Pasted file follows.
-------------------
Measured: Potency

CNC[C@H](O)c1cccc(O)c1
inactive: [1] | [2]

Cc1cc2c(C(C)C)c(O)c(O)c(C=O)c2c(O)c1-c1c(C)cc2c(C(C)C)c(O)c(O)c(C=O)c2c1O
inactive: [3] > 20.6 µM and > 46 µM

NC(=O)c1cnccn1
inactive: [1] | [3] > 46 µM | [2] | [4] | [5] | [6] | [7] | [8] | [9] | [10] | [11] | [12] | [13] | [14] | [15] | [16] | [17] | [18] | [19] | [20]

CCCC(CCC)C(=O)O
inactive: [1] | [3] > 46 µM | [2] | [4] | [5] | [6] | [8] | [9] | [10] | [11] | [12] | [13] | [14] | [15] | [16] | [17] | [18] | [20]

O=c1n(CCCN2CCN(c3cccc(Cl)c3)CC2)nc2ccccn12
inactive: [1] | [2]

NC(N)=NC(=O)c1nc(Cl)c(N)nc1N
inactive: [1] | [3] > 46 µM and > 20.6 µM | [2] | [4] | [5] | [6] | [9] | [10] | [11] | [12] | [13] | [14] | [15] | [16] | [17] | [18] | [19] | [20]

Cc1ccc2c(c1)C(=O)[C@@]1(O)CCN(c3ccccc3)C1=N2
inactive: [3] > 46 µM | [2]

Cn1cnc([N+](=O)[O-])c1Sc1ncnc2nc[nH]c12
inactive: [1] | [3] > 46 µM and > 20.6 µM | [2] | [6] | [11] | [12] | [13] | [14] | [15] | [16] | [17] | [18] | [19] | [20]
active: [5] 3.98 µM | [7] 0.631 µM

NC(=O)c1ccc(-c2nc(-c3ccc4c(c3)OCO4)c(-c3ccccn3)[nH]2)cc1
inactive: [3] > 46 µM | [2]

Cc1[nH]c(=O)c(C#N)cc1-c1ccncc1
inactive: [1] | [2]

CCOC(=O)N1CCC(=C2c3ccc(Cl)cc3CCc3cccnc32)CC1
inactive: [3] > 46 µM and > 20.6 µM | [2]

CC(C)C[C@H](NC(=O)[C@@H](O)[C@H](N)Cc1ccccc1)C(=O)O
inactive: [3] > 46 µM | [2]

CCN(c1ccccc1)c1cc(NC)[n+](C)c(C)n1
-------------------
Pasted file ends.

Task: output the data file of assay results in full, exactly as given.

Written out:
Measured: Potency

CNC[C@H](O)c1cccc(O)c1
inactive: [1] | [2]

Cc1cc2c(C(C)C)c(O)c(O)c(C=O)c2c(O)c1-c1c(C)cc2c(C(C)C)c(O)c(O)c(C=O)c2c1O
inactive: [3] > 20.6 µM and > 46 µM

NC(=O)c1cnccn1
inactive: [1] | [3] > 46 µM | [2] | [4] | [5] | [6] | [7] | [8] | [9] | [10] | [11] | [12] | [13] | [14] | [15] | [16] | [17] | [18] | [19] | [20]

CCCC(CCC)C(=O)O
inactive: [1] | [3] > 46 µM | [2] | [4] | [5] | [6] | [8] | [9] | [10] | [11] | [12] | [13] | [14] | [15] | [16] | [17] | [18] | [20]

O=c1n(CCCN2CCN(c3cccc(Cl)c3)CC2)nc2ccccn12
inactive: [1] | [2]

NC(N)=NC(=O)c1nc(Cl)c(N)nc1N
inactive: [1] | [3] > 46 µM and > 20.6 µM | [2] | [4] | [5] | [6] | [9] | [10] | [11] | [12] | [13] | [14] | [15] | [16] | [17] | [18] | [19] | [20]

Cc1ccc2c(c1)C(=O)[C@@]1(O)CCN(c3ccccc3)C1=N2
inactive: [3] > 46 µM | [2]

Cn1cnc([N+](=O)[O-])c1Sc1ncnc2nc[nH]c12
inactive: [1] | [3] > 46 µM and > 20.6 µM | [2] | [6] | [11] | [12] | [13] | [14] | [15] | [16] | [17] | [18] | [19] | [20]
active: [5] 3.98 µM | [7] 0.631 µM

NC(=O)c1ccc(-c2nc(-c3ccc4c(c3)OCO4)c(-c3ccccn3)[nH]2)cc1
inactive: [3] > 46 µM | [2]

Cc1[nH]c(=O)c(C#N)cc1-c1ccncc1
inactive: [1] | [2]

CCOC(=O)N1CCC(=C2c3ccc(Cl)cc3CCc3cccnc32)CC1
inactive: [3] > 46 µM and > 20.6 µM | [2]

CC(C)C[C@H](NC(=O)[C@@H](O)[C@H](N)Cc1ccccc1)C(=O)O
inactive: [3] > 46 µM | [2]

CCN(c1ccccc1)c1cc(NC)[n+](C)c(C)n1